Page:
This step-by-step article describes how to temporarily reset
the .NET Framework Security policy configuration, and then restore the policy configuration after you
One of the most common sources of problems
when you use applications in secure environments is permissions that are too restrictive.
Frequently, an application does not function correctly because security policy
prevents the application from gaining access to necessary resources. The more
restrictive and secure the environment is, the more likely these problems are
You can start to troubleshoot security problems that occur when you use managed
assemblies or .NET-connected
applications by eliminating the trust level as the source of the problem.
For additional information about troubleshooting trust
levels, click the following article number to view the article in the Microsoft Knowledge Base:
HOW TO: Troubleshoot Problems That Are Related to Trust Levels
identify that the problem is not the result of trust levels that are too restrictive,
it may be useful to reset security policy settings to their default
configuration. This procedure can rule out as a cause any configuration
attributes that are specific to the enterprise system or to the local computer.
.NET Framework Security Policy Files
The following table lists critical .NET Framework configuration files and their locations. The specific
files that affect an application may vary.
Collapse this tableExpand this table
.NET\Framework\Version Number\CONFIG\Machine.config||Defines .NET
Framework configuration information for the local system.|
security policy configuration file, as applied to the local system.|
.NET\Framework\Version Number\CONFIG\Security.config||Local computer
security policy configuration file.|
|\User Profile\ Application Data\Microsoft\CLR Security
Config\Version Number\Security.config||User security policy
configuration file on Microsoft Windows NT, Windows 2000, Windows XP, and
Windows Server 2003. Roaming profiles are located on a network server.|
|\System Root\User Name\CLR security
config\Version Number\Security.config||User security policy
configuration file for Microsoft Windows 98 and Windows Millennium Edition.|
Create a Backup of a .NET Framework Security Policy
The .NET Framework security policy is stored in XML files that have
.config extensions. To create a backup of the current security policy file, copy it to the same folder. Give the copy a new name (for example, use a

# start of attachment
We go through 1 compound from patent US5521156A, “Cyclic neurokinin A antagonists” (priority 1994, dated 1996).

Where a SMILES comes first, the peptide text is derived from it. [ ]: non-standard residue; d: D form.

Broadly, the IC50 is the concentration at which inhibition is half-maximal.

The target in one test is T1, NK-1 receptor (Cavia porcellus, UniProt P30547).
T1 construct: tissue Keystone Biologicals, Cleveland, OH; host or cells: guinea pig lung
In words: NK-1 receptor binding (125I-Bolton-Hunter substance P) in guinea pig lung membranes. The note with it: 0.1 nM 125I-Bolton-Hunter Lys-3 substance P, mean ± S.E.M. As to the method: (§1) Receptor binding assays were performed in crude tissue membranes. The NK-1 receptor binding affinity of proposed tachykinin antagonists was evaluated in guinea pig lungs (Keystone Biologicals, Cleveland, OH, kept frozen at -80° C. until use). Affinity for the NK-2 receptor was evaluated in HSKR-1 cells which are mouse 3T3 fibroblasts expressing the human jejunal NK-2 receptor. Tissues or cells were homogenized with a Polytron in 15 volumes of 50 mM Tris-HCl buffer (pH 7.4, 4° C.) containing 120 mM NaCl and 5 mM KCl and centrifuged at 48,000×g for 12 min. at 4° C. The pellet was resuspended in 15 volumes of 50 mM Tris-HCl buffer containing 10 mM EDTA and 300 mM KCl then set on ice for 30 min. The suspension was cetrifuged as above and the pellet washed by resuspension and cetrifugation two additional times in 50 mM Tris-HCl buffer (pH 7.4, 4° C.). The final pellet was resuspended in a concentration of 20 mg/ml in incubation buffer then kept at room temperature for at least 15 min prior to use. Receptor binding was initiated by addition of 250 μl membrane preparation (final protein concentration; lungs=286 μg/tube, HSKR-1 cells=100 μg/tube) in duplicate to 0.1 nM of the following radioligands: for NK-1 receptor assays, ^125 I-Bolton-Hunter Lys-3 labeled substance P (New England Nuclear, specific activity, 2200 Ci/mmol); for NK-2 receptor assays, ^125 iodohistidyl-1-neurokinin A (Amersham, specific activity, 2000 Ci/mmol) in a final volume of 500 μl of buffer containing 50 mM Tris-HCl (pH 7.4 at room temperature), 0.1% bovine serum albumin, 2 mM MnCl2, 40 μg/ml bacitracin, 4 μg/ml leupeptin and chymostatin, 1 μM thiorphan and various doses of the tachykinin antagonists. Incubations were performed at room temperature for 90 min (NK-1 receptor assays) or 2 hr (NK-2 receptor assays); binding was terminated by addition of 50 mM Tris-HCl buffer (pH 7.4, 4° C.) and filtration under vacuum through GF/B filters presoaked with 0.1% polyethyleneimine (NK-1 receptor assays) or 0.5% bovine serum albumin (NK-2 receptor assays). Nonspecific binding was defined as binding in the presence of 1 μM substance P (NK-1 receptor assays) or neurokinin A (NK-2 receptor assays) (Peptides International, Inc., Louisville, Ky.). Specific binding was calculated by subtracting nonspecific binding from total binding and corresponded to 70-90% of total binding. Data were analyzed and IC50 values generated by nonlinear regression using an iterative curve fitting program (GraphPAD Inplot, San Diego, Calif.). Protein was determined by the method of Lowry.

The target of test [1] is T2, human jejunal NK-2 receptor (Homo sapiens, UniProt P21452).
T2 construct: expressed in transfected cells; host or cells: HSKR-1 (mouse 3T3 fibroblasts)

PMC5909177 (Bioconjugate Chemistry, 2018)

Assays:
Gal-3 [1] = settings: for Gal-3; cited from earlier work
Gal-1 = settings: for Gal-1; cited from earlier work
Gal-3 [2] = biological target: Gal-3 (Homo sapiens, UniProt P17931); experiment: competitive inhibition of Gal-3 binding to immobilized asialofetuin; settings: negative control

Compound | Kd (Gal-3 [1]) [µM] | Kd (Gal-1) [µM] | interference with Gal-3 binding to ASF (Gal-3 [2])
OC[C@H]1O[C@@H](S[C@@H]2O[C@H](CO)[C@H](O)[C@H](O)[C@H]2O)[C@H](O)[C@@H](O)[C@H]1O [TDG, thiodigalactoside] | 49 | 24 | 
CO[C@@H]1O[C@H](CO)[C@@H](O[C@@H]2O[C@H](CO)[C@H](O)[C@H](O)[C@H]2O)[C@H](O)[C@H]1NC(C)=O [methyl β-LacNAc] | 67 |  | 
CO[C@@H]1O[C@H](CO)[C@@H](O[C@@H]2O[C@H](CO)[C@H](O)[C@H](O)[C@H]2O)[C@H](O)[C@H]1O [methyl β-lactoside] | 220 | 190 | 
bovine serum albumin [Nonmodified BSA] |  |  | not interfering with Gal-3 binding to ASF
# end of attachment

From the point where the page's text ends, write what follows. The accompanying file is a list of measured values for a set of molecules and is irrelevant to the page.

.config.backup file name extension). To do this by using Windows Explorer, select the file, press
CTRL+C, press ESC (to clear the selection), and then press CTRL+V to create a
copy of the file in the same folder.
Restore Original .NET Framework Security Policies
- Install the .NET Framework redistributable package on a clean
computer that is not affected by group policies.
- Locate the security policy configuration file on the clean
computer, and then copy this file over the active security policy file. (The active security file is the file that you copied in the "Create a Backup of a .NET Framework Security Policy" section.) The .NET Framework detects the change and
immediately applies the new security policy.
Alternatively, you can use automatically created backup files
in the same folder. These files have a file name extension of either .default or
.old. These files may not be the original files that are included with the .NET
Framework redistributable package. After you restore the original security
configuration, it is a good idea to test the application to determine
whether the problem has been resolved.
- After the problem is resolved, compare the original
security configuration files to the customized files that you created backup
- Identify the specific configuration elements that are the
source of the problem.
- One at a time, copy the customized configuration elements
to the current security configuration files, and then test the application.
The configuration element that causes the application to stop
responding is the source of the problem. You must adjust this element after you revert
to the customized security policies.
If the problem is not resolved, you may conclude that the cause
was not the customized security configuration. However, the
problem may be related to the security configuration if the application requires
configuration changes to the default settings. For more information, see the
Revert to Customized Security Policies
When you troubleshoot this problem (after you identify whether
security configuration is a factor and you identify the specific configuration
elements that may be involved), it is a good idea to restore the customized
security policy. To do this, copy the backup file that you created over the
restored security policy.
If you have determined that one or more configuration elements are causing the problems that occur when you run the application, adjust these configuration elements. If possible, perform application-specific
configuration adjustments on the application's configuration file (located in
the application’s folder). The .NET Framework detects the change and
immediately applies the new security configuration.
For additional information, click the following article
numbers to view the articles in the Microsoft Knowledge Base:
HOW TO: Secure an ASP.NET Application by Using Windows Security
HOW TO: Secure an ASP.NET Application Using Client-Side Certificates
HOW TO: Support Applications That Are Built on the .NET Framework
Article ID: 815163 - Last Review: April 30, 2003 - Revision: 2.5
- Microsoft .NET Framework 1.0
- Microsoft .NET Framework 1.1
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